On Tuesday, Honduran authorities arrested former President Juan Orlando Hernández after receiving an extradition request from the U.S. Department of Justice. The request alleges Hernández conducted a “violent drug-trafficking conspiracy” that since 2004 transported 500 tons of cocaine from Venezuela and Colombia to the United States via Honduras. According to investigators from the Drug Enforcement Administration (DEA) and other U.S. agencies, Hernández has amassed millions of dollars in bribes for facilitating drug shipments and harboring traffickers. The Honduran Supreme Court unanimously appointed Judge Edwin Ortez Cruz to evaluate the request.
During her inauguration speech in January, President Xiomara Castro pledged to root out the corruption and impunity that she alleges took place under Hernández’s rule. Unlike other countries where isolated power structures facilitate drug trafficking, U.S. prosecutors say Honduran drug trafficking is unique in scale because it has infiltrated many state institutions, including the police, military, executive, judiciary, congress, and local governments.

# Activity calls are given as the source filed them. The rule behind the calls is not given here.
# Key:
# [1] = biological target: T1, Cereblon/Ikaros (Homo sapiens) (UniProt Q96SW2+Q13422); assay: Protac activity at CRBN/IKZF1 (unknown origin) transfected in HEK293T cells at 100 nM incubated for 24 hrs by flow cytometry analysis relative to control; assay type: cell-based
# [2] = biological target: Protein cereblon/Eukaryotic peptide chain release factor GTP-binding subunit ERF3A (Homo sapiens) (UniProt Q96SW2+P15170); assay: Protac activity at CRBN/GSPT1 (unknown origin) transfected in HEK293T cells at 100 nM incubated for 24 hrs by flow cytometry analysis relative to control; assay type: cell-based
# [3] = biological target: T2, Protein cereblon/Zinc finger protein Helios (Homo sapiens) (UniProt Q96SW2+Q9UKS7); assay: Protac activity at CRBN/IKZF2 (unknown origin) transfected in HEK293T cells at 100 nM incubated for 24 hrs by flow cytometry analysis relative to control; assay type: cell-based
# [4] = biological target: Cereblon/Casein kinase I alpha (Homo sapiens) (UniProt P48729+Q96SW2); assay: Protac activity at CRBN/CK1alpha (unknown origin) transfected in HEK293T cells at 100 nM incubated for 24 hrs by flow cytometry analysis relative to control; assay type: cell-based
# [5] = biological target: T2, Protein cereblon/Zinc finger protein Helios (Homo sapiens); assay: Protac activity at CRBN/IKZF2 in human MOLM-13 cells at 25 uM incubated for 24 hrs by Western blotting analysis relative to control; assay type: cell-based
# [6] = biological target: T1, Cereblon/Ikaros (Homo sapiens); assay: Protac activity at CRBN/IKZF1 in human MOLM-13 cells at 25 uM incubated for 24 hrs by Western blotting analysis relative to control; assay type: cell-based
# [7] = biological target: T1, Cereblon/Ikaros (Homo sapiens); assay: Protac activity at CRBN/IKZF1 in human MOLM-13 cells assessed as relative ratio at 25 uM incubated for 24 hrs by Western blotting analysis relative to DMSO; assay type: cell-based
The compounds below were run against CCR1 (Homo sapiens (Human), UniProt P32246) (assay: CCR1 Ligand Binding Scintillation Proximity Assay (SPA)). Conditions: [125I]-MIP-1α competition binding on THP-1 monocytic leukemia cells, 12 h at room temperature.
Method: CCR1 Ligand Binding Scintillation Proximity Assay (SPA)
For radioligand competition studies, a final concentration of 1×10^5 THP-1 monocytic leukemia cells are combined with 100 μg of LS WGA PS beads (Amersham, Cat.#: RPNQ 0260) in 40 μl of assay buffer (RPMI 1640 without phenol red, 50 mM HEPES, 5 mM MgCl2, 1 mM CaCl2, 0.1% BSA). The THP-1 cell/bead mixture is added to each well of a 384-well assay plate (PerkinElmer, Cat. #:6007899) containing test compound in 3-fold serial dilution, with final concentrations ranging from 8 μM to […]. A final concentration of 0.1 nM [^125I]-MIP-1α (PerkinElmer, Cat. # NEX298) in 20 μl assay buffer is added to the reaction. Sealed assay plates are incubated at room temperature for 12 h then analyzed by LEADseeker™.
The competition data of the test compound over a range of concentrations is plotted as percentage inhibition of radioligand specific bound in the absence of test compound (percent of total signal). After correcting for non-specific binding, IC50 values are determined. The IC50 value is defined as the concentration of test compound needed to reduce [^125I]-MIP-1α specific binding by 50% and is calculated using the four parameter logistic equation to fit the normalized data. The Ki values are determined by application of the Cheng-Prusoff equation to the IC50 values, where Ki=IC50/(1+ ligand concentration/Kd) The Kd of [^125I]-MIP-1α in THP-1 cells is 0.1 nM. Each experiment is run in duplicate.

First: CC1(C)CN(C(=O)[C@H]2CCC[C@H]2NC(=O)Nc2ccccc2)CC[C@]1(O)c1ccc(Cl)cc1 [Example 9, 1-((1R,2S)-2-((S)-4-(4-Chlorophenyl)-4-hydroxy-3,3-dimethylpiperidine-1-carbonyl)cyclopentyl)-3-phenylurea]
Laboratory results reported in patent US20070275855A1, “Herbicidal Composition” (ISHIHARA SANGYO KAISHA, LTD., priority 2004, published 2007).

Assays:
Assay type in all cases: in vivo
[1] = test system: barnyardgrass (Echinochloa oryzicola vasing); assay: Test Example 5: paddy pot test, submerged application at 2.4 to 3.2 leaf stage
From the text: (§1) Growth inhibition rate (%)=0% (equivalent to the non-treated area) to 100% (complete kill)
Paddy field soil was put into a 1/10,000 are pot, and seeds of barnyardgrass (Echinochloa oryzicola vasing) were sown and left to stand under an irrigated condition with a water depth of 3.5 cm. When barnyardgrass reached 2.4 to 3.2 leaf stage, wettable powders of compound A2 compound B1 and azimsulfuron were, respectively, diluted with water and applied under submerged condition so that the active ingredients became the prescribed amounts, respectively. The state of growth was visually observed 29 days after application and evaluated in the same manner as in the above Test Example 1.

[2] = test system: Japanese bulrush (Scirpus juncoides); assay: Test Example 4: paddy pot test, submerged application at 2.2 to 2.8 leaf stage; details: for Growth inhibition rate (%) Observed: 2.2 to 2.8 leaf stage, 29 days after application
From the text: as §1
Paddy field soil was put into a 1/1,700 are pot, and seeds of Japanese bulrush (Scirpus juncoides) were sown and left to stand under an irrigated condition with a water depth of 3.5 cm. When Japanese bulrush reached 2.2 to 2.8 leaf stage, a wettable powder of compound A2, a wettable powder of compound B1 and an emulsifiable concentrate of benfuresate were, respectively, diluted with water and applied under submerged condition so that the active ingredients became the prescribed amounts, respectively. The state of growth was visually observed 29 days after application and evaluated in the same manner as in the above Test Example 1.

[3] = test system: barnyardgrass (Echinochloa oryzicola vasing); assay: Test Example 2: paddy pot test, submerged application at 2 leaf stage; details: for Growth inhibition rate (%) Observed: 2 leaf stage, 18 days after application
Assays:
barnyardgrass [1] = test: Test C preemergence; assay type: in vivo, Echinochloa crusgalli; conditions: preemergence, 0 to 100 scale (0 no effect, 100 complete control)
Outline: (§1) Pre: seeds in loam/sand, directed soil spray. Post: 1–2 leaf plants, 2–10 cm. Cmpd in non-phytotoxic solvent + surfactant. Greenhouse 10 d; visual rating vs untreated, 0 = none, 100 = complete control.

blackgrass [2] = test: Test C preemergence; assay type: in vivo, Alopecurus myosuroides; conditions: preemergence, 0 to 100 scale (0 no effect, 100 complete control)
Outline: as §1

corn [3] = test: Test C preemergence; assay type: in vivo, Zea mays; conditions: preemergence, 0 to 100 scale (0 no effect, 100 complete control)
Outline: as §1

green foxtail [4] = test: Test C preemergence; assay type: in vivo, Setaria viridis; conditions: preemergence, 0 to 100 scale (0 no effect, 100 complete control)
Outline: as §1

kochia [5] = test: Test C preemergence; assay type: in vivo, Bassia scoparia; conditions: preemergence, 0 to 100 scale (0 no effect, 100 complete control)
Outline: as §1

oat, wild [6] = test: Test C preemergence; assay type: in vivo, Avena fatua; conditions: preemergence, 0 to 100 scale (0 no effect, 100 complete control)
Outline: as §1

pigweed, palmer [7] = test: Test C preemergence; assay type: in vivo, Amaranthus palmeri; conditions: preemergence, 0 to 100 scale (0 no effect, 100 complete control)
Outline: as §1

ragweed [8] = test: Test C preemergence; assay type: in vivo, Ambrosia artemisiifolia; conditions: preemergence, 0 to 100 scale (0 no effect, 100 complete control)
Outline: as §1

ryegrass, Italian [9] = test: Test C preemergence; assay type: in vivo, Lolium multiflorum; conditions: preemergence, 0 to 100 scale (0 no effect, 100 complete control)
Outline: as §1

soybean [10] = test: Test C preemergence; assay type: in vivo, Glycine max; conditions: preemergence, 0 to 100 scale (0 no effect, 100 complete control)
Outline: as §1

In 2012, under National Party control, the Honduran Congress passed a constitutional reform to allow the extradition of Hondurans charged with drug trafficking, terrorism, or organized crime. Although Honduran authorities have never refused an extradition request from the United States, Hernández’s case will mark the first time a president faces extradition.